Timor-Leste, or Timor Lorosa’e – ‘Timor of the rising sun’ – is situated on the eastern part of the island of Timor, the easternmost of the Lesser Sunda islands. It is bordered on the west by the Indonesian province of Nusa Tenggara Timur. To the north lie the Savu Sea and the Strait of Wetar. To the south, 500 kilometres across the Timor Sea, is Australia. Also part of the national territory of Timor-Leste is the enclave of Oecussi in the western part of Timor island and the islands of Ataúro and Jaco , giving a total land area of 14,919 sq km. 

Timor’s relief is broadly characterized by a core of rugged hills and mountains consisting of a confused mass of knife-edged ridges and craggy upland blocks. The land rises to 2,000 metres and above, including Mount Ramelau at 3,000 metres. Around 44% of Timor-Leste may have a slope of approximately 40%, which, combined with heavy rainfall, encourages soil erosion. The climate is hot, with an average temperature of 24°C and around 80% humidity. During the dry season, Timor-Leste has moderate winds and slightly milder temperatures – 24°C on the coastline and 20°C or lower in the mountains. But between November and April, in the monsoon season, the rivers become torrents due to extremely high precipitation. During this period, the average temperature on the coast is about 25°C. On the northern coast, the rainfall ranges from 500 to 1,000 millimetres per year and there is only one harvest. The southern coastal plain, however, can receive over 2,000 millimetres and has two wet seasons and two harvests. The island is also affected by El Niño-related weather anomalies.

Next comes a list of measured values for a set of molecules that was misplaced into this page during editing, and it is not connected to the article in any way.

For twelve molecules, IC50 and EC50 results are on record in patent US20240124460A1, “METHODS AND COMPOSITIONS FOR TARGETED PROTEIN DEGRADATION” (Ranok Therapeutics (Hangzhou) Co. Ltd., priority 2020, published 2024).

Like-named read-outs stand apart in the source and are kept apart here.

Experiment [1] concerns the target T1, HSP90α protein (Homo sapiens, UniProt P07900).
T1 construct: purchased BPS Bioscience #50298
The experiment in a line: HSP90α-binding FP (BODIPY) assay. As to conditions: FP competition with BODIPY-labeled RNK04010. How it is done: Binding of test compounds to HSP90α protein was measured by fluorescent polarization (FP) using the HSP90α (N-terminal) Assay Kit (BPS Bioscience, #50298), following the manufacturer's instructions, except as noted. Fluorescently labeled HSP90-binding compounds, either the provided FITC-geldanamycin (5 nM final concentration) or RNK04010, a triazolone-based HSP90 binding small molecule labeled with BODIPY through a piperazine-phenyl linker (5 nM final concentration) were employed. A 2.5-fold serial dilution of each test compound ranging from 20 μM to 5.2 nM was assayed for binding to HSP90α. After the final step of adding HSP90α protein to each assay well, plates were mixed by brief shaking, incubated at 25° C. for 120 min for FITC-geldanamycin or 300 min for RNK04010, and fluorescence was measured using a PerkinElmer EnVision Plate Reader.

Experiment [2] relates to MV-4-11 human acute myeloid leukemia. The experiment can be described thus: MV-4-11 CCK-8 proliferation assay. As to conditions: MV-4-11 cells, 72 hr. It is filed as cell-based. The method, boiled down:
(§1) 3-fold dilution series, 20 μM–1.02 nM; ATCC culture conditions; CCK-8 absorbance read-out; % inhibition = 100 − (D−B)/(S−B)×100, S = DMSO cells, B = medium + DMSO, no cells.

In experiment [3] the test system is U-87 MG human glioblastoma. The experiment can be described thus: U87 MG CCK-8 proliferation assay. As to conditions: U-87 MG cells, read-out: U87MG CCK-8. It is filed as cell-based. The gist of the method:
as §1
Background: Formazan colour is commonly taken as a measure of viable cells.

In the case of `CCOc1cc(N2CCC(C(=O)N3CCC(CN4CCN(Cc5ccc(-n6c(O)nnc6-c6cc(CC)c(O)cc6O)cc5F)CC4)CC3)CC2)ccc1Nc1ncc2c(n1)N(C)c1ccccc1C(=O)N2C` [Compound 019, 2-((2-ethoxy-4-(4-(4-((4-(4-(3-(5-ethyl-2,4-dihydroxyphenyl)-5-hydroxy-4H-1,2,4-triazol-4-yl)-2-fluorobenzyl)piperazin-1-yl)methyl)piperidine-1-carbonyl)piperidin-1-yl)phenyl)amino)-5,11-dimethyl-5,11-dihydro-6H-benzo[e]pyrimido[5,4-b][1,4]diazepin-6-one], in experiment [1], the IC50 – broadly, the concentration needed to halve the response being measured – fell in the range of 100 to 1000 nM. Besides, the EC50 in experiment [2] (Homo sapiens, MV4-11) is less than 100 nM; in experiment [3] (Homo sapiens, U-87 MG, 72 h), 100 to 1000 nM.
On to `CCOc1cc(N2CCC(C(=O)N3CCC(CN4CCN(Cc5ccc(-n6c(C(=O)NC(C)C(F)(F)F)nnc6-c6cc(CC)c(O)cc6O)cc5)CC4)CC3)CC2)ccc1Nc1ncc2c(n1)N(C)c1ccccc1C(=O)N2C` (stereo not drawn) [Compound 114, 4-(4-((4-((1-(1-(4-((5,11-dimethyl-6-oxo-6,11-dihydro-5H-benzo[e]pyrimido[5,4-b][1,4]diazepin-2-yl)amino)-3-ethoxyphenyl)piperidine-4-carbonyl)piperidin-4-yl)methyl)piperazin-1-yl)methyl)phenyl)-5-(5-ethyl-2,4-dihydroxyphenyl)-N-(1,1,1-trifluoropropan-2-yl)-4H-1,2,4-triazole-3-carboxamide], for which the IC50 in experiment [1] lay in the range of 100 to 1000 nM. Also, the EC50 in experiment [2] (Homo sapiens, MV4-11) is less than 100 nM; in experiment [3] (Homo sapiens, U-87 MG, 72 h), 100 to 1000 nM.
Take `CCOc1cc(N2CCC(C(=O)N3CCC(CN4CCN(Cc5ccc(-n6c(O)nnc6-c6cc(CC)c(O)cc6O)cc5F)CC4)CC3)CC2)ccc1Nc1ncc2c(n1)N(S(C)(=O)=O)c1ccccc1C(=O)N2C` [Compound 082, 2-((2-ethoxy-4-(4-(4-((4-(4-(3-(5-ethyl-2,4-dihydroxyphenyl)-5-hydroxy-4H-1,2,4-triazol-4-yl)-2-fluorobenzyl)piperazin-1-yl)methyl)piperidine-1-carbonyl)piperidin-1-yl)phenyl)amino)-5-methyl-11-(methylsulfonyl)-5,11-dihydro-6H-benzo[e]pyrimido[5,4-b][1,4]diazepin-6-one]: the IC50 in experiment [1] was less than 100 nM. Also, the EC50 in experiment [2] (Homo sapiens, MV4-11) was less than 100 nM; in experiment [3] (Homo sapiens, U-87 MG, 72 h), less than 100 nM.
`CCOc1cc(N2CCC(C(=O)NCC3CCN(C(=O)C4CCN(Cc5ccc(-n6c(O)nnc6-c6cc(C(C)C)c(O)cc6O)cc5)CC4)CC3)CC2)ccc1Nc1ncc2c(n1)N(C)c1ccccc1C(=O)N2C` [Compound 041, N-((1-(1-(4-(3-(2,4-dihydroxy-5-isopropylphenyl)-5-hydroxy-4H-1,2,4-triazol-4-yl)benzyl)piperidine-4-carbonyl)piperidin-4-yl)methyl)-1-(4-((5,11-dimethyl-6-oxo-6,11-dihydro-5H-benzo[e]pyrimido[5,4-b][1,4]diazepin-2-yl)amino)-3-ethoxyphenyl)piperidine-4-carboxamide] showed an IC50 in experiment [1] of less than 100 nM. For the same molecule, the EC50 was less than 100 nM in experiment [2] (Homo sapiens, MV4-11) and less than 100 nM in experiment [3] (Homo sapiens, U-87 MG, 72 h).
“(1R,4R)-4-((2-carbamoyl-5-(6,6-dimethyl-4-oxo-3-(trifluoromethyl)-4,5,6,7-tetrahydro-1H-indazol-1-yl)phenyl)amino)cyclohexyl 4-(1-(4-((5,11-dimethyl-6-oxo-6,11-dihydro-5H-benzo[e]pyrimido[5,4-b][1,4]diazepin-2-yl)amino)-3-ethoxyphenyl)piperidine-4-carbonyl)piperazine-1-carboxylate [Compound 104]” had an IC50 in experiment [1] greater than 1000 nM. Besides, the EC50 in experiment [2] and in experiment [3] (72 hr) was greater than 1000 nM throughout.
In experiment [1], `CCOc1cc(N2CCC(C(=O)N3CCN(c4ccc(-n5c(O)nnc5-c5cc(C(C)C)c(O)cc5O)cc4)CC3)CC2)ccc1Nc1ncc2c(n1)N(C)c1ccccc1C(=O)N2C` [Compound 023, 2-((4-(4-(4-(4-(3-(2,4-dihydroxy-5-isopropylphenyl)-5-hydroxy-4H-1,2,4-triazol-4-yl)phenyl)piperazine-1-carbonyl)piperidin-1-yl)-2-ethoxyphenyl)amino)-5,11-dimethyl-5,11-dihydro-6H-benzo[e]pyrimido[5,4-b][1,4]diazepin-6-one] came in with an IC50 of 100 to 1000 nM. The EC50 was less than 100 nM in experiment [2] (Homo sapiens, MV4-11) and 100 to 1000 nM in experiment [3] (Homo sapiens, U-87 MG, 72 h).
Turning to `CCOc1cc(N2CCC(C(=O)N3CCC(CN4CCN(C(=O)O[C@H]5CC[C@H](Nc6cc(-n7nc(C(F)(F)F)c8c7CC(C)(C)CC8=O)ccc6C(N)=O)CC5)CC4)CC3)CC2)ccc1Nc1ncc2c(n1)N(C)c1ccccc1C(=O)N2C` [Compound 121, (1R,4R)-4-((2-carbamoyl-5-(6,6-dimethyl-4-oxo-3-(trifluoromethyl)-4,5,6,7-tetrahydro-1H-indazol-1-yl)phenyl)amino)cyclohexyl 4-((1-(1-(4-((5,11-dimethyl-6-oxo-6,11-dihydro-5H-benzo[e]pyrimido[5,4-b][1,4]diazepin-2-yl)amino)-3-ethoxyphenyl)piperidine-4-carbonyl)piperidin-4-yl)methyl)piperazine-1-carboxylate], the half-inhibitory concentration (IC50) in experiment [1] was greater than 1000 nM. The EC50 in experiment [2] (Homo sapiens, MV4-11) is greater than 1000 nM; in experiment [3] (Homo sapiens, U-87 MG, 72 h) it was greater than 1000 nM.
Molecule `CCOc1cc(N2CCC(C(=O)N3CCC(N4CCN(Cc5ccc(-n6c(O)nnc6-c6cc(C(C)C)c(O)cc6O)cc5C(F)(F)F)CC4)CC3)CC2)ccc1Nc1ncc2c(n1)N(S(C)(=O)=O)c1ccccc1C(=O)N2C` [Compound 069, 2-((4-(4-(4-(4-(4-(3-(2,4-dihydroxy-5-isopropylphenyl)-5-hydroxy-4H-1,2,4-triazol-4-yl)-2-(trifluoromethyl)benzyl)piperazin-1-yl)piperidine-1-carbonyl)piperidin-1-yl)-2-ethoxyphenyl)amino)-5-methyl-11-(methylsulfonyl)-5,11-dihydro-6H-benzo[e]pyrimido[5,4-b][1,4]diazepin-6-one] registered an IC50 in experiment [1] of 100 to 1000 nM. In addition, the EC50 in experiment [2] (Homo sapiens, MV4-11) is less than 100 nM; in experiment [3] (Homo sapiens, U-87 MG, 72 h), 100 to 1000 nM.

The capital, largest city and main port is Dili, and the second-largest city is the eastern town of Baucau. Codo is located in the suco of Maina II, within the sub-district and district of Lautem. It resides North-West of Lospalos at an elevation of roughly 400 metres in an area punctuated by hills and mountains.